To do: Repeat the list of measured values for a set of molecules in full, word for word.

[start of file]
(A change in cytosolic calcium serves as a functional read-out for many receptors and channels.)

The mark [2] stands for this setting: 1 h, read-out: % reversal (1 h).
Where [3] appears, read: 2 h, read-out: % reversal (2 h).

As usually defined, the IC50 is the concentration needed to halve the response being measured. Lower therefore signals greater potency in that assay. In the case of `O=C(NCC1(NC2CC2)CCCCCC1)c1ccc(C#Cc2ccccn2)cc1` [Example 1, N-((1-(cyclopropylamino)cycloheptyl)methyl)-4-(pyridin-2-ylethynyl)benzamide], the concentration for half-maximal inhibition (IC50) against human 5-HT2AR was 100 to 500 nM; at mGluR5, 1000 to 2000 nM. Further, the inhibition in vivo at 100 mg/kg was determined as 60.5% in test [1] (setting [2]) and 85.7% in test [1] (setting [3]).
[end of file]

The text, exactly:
(A change in cytosolic calcium serves as a functional read-out for many receptors and channels.)

The mark [2] stands for this setting: 1 h, read-out: % reversal (1 h).
Where [3] appears, read: 2 h, read-out: % reversal (2 h).

As usually defined, the IC50 is the concentration needed to halve the response being measured. Lower therefore signals greater potency in that assay. In the case of `O=C(NCC1(NC2CC2)CCCCCC1)c1ccc(C#Cc2ccccn2)cc1` [Example 1, N-((1-(cyclopropylamino)cycloheptyl)methyl)-4-(pyridin-2-ylethynyl)benzamide], the concentration for half-maximal inhibition (IC50) against human 5-HT2AR was 100 to 500 nM; at mGluR5, 1000 to 2000 nM. Further, the inhibition in vivo at 100 mg/kg was determined as 60.5% in test [1] (setting [2]) and 85.7% in test [1] (setting [3]).